Job openings in the U.S. eased in March from an almost five-year high, indicating employers are waiting to see how the economy performs as federal budget cuts take effect.
The number of positions waiting to be filled declined by 55,000 to 3.84 million from a revised 3.9 million the prior month that were the most since May 2008, the Labor Department said today in Washington. Hiring decelerated and firings climbed, the report also showed.
Bigger strides in the pace of hiring are needed to propel wage gains and drive the U.S. economy at the same time Americans contend with higher taxes. Limited job openings indicate companies may be reluctant to add staff amid signs the expansion is slackening this quarter.
“The pace of improvement in the labor market is slowing along with growth, but job growth is still strong enough to bring the unemployment rate down over time,” Dean Maki, chief U.S. economist in New York for Barclays Plc, said before the report. “Both things can be true at the same time, and that’s where we think we are.”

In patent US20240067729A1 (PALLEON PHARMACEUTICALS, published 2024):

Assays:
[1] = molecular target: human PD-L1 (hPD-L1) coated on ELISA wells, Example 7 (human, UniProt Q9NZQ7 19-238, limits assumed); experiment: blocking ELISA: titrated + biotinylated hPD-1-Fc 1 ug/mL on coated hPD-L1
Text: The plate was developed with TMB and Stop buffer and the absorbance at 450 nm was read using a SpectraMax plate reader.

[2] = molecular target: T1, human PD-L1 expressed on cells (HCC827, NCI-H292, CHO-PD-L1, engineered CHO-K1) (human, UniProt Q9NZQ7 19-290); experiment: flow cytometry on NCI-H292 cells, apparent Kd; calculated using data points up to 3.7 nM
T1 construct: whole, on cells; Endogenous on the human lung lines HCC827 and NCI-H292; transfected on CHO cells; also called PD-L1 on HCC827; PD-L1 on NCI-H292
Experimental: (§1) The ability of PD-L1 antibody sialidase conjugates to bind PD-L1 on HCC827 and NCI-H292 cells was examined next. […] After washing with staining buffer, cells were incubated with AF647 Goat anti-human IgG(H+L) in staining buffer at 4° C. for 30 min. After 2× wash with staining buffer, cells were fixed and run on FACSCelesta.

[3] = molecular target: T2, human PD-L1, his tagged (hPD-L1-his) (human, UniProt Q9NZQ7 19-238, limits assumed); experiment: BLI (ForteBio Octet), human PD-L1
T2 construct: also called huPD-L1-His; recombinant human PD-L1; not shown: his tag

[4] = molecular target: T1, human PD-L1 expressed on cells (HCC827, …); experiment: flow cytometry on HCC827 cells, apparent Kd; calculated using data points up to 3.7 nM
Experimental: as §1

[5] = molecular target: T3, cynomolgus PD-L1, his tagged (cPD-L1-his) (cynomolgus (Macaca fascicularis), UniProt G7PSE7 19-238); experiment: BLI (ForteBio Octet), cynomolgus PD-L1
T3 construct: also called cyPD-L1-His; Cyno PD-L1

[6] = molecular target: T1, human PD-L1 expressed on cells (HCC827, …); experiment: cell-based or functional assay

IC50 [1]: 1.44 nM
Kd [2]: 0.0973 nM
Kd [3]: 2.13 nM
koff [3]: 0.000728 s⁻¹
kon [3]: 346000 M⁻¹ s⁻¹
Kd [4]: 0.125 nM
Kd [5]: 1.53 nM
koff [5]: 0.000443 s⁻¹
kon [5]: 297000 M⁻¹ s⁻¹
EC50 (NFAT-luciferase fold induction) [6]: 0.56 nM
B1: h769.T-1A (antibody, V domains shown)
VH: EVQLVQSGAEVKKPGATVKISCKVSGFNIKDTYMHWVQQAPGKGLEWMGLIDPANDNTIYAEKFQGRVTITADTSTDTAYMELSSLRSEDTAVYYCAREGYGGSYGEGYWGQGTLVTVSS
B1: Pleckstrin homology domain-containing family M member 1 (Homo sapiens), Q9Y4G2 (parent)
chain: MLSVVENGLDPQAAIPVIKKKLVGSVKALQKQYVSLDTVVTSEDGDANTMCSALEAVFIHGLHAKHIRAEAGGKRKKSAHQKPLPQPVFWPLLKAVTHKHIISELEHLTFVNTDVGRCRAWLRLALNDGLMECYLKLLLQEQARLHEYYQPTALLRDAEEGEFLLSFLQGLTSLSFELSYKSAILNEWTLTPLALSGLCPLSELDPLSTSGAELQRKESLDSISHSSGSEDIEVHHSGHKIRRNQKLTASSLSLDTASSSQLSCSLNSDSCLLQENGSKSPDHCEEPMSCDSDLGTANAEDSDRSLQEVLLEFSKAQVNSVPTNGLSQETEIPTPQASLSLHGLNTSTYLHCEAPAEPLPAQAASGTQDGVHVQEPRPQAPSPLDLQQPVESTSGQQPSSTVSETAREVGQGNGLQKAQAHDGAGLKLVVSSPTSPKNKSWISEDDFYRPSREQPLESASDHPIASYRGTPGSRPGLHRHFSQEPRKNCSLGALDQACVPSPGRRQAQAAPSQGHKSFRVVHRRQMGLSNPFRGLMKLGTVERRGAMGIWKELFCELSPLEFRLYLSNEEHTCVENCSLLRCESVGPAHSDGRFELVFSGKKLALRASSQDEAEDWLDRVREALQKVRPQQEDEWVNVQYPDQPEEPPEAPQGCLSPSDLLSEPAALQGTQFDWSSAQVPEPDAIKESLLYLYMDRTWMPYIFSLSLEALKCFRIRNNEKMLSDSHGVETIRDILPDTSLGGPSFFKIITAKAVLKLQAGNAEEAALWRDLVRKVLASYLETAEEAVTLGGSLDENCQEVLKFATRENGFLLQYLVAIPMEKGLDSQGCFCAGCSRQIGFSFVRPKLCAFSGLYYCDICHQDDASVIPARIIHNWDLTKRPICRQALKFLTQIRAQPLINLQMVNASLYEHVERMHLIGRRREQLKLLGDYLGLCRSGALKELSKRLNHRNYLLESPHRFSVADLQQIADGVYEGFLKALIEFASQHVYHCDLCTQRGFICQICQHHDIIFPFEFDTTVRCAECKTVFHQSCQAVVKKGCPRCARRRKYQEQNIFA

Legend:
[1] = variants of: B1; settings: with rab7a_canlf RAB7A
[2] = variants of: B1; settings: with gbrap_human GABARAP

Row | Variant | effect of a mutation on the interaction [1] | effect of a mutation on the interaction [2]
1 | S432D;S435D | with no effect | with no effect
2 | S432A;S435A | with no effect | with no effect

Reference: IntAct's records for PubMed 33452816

Today’s report sheds light on the government’s monthly employment data. Payrolls grew by 138,000 workers in March, a step down from the 332,000 pace in February that was the fastest in almost three years, the Labor Department reported last week. Job creation accelerated in April, with payrolls rising by 165,000.
The number of workers hired in March fell to 4.26 million, pushing the hiring rate down to 3.2% from 3.3%, according to today’s report.
Job openings slipped most at professional and business services, followed by health care and social assistance. They climbed among retailers and hotels and restaurants.
The number of dismissals climbed to 1.69 million in March, a four-month high, from 1.57 million the prior month. Another 2.16 million quit their jobs, down from 2.29 million in the prior month. The combination kept the total separations rate at 3.1% in March for a third month.
In the 12 months ended in March, the economy created a net 1.7 million jobs, representing 51.8 million hires and about 50.1 million separations, today’s report showed.
Considering the 11.7 million Americans who were unemployed in March, the figures indicated there were about 3 people vying for every opening, up from about 1.8 when the recession began in December 2007.